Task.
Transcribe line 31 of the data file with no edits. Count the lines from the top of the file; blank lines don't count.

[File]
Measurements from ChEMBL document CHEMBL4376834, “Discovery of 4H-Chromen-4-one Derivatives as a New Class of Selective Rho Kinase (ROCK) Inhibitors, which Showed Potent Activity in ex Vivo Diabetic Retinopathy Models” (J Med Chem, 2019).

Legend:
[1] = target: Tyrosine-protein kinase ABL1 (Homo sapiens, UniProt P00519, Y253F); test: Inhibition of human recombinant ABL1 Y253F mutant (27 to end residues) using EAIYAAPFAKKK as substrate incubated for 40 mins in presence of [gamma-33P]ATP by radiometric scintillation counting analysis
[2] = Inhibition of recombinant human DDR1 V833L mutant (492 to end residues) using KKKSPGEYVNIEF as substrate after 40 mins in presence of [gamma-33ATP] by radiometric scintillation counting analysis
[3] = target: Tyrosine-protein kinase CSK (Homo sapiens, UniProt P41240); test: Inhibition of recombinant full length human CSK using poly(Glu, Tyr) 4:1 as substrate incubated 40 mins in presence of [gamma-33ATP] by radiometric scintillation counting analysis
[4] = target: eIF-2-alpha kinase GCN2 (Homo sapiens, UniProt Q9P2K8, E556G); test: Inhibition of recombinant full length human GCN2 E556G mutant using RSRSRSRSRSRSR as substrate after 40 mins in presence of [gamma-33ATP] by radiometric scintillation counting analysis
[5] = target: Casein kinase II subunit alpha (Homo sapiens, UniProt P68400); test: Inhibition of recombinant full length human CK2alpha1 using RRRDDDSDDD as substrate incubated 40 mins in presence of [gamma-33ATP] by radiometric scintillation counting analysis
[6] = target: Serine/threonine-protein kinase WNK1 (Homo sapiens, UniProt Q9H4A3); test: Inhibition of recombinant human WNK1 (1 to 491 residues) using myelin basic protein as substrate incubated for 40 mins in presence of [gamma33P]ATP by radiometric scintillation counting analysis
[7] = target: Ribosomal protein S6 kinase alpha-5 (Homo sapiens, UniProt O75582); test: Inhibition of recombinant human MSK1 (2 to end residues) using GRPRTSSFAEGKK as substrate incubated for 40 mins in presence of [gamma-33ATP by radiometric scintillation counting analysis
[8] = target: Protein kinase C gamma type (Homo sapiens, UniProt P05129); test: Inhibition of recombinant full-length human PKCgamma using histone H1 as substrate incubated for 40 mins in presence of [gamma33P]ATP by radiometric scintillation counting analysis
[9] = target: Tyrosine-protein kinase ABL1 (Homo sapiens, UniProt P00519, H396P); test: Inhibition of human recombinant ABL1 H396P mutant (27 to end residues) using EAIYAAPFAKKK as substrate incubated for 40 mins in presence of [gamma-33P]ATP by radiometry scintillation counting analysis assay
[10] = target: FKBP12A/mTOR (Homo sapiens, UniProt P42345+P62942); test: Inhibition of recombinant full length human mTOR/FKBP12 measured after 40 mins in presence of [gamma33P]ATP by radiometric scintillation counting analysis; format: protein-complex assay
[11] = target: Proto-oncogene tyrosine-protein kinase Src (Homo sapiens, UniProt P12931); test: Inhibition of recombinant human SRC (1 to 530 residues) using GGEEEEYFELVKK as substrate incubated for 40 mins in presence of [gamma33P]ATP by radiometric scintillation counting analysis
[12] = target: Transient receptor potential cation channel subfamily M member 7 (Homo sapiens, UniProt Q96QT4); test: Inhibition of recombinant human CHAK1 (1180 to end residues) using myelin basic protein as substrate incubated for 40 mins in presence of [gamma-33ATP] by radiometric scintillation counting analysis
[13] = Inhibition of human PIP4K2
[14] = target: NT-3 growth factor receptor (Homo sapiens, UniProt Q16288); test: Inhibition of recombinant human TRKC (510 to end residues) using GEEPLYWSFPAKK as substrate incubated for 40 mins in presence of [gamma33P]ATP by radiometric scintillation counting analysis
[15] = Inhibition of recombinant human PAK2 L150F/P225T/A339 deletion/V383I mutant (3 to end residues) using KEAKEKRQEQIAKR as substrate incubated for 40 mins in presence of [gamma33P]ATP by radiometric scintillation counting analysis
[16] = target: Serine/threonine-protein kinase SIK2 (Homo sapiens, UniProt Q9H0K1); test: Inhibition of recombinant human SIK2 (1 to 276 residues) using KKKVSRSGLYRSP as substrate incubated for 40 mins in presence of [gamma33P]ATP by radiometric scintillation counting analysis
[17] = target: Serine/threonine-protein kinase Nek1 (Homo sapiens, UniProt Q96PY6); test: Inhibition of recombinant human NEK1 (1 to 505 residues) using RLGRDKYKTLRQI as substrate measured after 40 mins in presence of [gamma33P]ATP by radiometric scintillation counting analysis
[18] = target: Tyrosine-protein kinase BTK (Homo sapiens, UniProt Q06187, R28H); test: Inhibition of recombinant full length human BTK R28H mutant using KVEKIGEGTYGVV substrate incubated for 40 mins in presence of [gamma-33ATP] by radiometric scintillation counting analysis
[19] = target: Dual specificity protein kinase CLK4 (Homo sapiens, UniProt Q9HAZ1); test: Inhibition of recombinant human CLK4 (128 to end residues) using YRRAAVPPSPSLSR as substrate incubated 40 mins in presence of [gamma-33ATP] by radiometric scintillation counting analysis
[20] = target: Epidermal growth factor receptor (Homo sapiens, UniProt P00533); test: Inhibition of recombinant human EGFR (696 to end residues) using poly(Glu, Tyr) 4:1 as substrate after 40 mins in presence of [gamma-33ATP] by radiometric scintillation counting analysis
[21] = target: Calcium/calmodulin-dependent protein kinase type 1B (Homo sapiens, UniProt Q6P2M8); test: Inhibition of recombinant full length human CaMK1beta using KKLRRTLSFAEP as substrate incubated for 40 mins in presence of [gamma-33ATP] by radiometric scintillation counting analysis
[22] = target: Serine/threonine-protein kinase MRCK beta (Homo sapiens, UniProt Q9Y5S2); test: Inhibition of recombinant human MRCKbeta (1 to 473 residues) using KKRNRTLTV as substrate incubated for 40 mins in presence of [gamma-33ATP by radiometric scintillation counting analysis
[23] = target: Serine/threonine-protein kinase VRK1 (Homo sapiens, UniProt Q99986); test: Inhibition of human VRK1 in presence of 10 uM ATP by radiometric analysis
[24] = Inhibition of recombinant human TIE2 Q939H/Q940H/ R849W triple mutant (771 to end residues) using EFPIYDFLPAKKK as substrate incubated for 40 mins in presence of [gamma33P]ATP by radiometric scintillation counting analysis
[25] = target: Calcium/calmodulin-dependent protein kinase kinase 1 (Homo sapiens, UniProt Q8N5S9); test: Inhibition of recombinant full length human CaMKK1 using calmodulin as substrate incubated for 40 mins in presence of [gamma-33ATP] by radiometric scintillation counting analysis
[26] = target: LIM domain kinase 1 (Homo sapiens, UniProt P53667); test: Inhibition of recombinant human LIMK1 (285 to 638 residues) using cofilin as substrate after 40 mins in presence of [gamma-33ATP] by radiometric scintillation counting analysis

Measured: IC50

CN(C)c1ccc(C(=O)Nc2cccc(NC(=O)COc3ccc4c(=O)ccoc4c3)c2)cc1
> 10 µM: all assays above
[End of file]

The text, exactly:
> 10 µM: all assays above